Culture

Inconsistency in Women's Clothing Sizes: Explained

Ever go to the store to buy a pair of jeans or an outfit, and when you try on the size that you normally wear, you are either floating in the garment or can’t close it all the way? You’re not alone. Women everywhere might notice that their size in one brand is drastically different from their size in another. What’s worse is that their size in one style within a brand is sometimes different from their size in a different style within that same brand! So what gives??

Years ago, brands across the board adhered to a standard size – so a small or medium was a small or medium no matter where you shopped. But now most companies cater their sizes to their core demographic – the people they know are most likely to buy their clothes. So a medium in a store for Baby Boomers will fit very differently from a medium at Forever 21.

From Today Style:

These cases aren’t flukes. Research from True Fit shows the actual waistband measurement of a pair of women’s size 6 or 28 jeans can vary by more than 5 inches, depending on the brand. (That variance increases when grouping together different rises, from low to high.)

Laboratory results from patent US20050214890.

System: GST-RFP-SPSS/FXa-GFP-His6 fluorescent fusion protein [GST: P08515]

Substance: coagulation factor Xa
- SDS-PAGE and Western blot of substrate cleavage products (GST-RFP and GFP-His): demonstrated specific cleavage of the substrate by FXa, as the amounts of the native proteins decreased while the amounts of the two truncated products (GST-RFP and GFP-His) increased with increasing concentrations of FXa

And it’s no secret that many brands engage in so-called “vanity sizing,” in which they make the clothes bigger than what the size on the tag suggests. So, for example, a size 4 really fits like a size 6. The thinking behind the tactic is that women are presumably more likely to buy an item when it makes them feel good about themselves.

Unfortunately it seems that mostly women have this issue, and not men (since men buy many clothes based on measurements, and not sizes.) And now that so many people shop online, the sizing discrepancies are costing companies tons of money, since many people return outfits that just don’t fit because they never had the opportunity to try them on. So it seems that this sizing phenomenon that has evolved over the years is a lose-lose for everyone…